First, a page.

Is It a Fever?
Normal body temperature: 97.5° - 98.9°F
For adults, kids and even infants, a fever is defined as any temp over 100.4°F orally and 101.4°F using a rectal or temporal artery thermometer. Here’s a general guideline to tell if your son or daughter has a fever:
Younger than 3 months
Any fever ( >100.4°F)
3 to 6 months
6 to 24 months
> 102°F lasting more than 1 day
2 to 17 years
> 102°F AND one ore more of these factors:
- Seems unusually irritable, lethargic and uncomfortable OR
- Lasts longer than 3 days OR
- Doesn’t respond to medication
What Will the ER Team Want to Know About Your Child's Fever?
At the ER, your medical team will want to get some information about your child's fever:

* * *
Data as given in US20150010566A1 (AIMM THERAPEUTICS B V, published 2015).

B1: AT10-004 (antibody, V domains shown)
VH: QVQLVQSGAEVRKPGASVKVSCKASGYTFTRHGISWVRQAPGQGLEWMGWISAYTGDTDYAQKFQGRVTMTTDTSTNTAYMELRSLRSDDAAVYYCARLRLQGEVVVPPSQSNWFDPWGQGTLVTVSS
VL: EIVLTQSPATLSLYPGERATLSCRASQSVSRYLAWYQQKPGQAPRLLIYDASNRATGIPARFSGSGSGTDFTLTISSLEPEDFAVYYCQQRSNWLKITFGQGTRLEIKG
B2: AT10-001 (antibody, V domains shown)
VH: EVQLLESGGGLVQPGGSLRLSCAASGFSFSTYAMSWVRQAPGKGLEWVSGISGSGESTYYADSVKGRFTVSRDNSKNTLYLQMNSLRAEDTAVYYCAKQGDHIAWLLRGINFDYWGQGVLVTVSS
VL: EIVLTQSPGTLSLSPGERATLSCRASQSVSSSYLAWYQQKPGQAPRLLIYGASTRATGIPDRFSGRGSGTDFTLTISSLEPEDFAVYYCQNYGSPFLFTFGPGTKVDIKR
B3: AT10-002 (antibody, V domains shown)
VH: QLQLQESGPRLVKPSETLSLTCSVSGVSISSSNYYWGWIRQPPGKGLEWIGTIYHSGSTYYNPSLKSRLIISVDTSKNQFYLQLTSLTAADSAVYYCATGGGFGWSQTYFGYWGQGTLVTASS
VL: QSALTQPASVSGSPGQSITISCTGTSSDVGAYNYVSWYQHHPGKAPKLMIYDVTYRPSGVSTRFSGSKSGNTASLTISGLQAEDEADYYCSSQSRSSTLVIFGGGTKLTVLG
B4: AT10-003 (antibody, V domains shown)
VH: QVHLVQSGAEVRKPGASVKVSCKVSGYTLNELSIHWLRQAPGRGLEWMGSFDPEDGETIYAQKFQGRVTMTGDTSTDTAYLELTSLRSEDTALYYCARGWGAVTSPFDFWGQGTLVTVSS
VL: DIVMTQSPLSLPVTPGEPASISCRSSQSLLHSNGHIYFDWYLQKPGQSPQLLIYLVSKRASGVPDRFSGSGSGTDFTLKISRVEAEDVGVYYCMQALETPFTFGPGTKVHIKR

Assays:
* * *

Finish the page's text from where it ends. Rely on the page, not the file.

- How long has your child had the fever?
- Has it stayed high? How high did it get?
- Does your child have any pain anywhere, such as a headache?
- Has your child had any other symptoms such as vomiting, fatigue, stiff neck or a rash?
- Any recent surgery or cuts/injuries?
- Has your child been around anyone who is sick or has similar symptoms?
- Has your child been around pets or other animals?
- Has your child had any recent dental work or a teeth cleaning?
- Is your child taking any prescription drugs?
- Have your given your child anything for the fever? When and what was the amount?
- What immunizations has the child had and when?
- Have you taken the child’s temperature at home? If so, when and how?
- Has your child's activity level changed—sleeping, eating, playing?
How to Quickly Lower a High Fever Safely
- Fluids. Drink plenty of water, tea and sports drinks. For children, use water, popsicles or oral rehydrating solutions. For infants, nurse them more often or give them bottles more often.
- Lukewarm bath. Bathe in a lukewarm bath or shower. Don’t use ice, cold water or alcohol. If shivering starts, warm up the water.
- Wear light clothing. Light, loose clothing keeps the body cooler.